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Saturday, 02 August 2014 11:26

Syrian Coalition Demands the Release of 150,000 Detainees in Assad’s Prisons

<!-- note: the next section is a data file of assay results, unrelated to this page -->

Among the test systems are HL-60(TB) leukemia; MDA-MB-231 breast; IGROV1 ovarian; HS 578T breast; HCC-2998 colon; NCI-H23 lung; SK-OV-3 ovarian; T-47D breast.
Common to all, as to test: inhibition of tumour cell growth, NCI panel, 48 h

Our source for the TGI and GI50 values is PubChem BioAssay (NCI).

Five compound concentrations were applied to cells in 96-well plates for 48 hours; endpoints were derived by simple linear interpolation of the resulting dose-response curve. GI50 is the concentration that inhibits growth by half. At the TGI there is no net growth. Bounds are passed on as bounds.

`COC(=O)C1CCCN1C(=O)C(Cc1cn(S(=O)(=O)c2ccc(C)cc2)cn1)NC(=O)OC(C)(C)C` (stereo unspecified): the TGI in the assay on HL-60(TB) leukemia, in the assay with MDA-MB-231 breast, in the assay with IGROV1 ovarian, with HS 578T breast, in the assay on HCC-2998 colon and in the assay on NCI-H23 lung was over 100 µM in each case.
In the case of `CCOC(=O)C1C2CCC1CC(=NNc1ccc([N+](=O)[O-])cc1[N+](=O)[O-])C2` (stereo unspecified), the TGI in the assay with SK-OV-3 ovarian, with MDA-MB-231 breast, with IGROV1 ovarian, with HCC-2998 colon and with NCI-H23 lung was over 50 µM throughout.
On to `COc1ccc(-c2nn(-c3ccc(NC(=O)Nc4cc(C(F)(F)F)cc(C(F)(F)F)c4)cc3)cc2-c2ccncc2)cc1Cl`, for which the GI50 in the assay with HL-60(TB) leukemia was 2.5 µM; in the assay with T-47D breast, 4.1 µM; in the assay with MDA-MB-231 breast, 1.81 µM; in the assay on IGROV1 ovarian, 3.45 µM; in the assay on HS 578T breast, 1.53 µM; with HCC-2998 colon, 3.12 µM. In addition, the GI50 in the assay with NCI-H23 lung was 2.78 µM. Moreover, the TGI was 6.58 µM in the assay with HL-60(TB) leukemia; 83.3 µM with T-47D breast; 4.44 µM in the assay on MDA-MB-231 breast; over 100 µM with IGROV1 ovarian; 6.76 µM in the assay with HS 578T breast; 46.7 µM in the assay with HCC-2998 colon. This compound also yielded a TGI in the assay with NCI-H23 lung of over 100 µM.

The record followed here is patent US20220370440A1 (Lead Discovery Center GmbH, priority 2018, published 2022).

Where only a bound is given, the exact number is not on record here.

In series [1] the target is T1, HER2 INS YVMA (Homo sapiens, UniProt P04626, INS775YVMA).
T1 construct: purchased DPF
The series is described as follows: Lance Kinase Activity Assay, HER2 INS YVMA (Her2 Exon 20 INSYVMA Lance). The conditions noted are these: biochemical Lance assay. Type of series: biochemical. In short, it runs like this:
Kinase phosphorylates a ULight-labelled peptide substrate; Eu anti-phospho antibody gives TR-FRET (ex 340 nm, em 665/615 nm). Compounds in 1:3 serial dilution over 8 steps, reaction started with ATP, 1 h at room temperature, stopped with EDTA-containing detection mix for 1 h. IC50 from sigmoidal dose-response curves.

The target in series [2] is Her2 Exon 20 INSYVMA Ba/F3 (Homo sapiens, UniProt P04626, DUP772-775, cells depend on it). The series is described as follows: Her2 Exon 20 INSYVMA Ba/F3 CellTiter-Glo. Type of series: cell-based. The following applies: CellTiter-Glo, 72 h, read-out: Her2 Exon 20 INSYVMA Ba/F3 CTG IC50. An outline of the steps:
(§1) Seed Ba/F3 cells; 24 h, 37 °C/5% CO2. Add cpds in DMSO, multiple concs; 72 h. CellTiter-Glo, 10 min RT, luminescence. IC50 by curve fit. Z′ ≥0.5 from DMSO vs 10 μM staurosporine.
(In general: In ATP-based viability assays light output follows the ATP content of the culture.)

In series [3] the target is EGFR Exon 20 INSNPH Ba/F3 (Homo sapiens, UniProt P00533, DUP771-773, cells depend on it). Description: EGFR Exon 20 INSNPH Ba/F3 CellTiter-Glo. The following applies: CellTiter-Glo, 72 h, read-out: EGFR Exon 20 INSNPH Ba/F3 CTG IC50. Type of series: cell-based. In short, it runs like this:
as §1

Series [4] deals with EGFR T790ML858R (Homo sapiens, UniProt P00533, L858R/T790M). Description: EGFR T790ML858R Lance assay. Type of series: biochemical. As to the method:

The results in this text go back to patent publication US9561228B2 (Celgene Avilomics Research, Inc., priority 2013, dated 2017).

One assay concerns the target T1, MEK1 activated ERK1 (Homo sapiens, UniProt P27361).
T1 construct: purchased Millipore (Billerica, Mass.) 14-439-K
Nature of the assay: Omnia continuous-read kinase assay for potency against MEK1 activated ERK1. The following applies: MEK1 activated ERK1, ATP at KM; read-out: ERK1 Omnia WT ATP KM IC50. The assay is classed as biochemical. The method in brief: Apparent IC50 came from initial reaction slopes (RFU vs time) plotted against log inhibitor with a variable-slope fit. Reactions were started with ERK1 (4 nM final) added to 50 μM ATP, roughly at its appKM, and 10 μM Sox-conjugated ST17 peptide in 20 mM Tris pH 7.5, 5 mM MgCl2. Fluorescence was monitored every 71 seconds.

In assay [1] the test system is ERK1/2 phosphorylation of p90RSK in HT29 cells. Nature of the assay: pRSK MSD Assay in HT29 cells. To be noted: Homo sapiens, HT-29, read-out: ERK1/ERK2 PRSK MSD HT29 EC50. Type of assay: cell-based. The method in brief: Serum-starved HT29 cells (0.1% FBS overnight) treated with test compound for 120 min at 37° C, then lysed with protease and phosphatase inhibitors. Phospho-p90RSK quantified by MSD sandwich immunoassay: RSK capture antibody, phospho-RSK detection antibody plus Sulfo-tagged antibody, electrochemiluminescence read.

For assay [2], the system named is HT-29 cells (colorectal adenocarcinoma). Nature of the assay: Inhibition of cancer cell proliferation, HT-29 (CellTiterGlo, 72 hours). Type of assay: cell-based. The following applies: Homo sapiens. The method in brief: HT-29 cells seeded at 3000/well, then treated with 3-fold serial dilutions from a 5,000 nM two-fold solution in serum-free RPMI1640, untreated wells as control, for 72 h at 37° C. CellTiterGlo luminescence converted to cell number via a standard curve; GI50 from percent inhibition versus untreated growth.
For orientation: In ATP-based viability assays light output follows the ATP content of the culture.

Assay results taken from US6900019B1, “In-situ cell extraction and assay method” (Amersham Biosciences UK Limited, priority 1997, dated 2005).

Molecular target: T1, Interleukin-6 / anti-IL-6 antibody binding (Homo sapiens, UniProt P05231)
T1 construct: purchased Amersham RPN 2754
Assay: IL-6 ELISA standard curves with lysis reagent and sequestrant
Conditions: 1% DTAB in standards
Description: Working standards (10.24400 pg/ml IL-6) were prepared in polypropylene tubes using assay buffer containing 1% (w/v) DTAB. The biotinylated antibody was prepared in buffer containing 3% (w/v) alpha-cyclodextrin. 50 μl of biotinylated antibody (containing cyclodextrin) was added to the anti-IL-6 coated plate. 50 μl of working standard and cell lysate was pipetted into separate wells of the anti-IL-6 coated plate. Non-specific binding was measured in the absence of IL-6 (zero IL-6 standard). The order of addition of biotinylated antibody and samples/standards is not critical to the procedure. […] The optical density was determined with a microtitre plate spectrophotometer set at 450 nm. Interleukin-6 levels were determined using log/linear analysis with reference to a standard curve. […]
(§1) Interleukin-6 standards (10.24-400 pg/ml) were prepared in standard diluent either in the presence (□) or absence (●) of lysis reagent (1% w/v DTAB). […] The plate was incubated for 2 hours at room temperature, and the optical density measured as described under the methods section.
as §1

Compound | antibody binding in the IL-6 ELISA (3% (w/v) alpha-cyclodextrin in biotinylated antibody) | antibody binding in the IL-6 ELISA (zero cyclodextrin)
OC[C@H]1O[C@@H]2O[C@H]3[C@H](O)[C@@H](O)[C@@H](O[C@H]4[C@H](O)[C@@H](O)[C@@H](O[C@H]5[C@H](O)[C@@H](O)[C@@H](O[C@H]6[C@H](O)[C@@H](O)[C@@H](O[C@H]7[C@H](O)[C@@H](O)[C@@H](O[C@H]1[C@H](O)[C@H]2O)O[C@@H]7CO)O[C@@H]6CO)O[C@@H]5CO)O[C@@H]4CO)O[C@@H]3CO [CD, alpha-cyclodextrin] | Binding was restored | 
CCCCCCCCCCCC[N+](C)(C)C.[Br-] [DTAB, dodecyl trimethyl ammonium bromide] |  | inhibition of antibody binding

Imad al-Din Rashid, head of the political bureau of the Syrian National Movement, said that “the Syrian defector who goes only by the name “Caesar” delivered dramatic and disturbing testimony Thursday to a U.S. congressional committee about the Assad regime's atrocities, sharing with lawmakers just a few of the thousands of photos he took showing prisoners who were brutally beaten, starved and murdered.” Caesar spoke before the House Foreign Affairs Committee about what he saw while working for Bashar al-Assad's army during a public hearing session. Rashid pointed out that the session discussed three major points, most notably the need to stop the torture practiced by the Assad regime against 150,000 detainees incarcerated in its secret prisons and who are facing the same bleak fate, emphasizing that Assad is not a partner in the fight against terrorism, while and the third point was highlighted by Frederic Hof, a former State Department senior official, who pointed to the need for supporting the Syrian Coalition and vetted members of the moderate armed opposition." Rashid also pointed out that the Syrian Coalition played an important part in bringing the file of the 11,000 detainees to light “through beforehand coordination especially with the Coalition’s president and the Secretary General, as well as the media and legal institutions of the Syrian Coalition." Caesar’s testimony was delivered in the presence of international war crimes scholar Cherif Bassiouni, international war crimes prosecutor David Crane, and Frederic Hof, a former State Department senior official. After the hearing session Caesar met with the US ambassador to the United Nations Samantha Power who expressed shock at the sight of the grisly photos, and also with deputies of the U.S. secretary of state John Kerry, and with State Department’s Ambassador-at-Large for War Crimes, Stephen Rapp who provided significant support for the file. Moreover, Rashid said that the opposition delegation renewed the calls for the UN Security Council to shoulder its legal responsibilities towards the protection of detainees in Assad’s jails, noting to the existence of three legal options to bring Assad to account: the establishment of a regional or national court in countries such as Britain, Spain, Norway, or Austria, the establishment of a special tribunal similar to the one established after the assassination of the former Lebanese PM Rafiq al-Hariri, or the establishment of a Special Court similar to those of Sierra Leone and former Yugoslavia. The opposition delegation held a press conference with the U.S. Congress after the hearing session during which it was emphasized that Bashar al-Assad would not be part in the fight against terrorism. The need was also raised for taking tangible measures towards the file of the 11,000 detainees and towards Assad’s use of chemical weapons against the innocent civilians. “I am not a politician, and I don’t like politics. Neither am I a lawyer,” Caesar said. But he added that he couldn’t simply continue doing his job taking pictures of the dead as the number of bodies being brought in by military and intelligence officials multiplied after anti-government protests erupted in 2011. (Source: Syrian Coalition)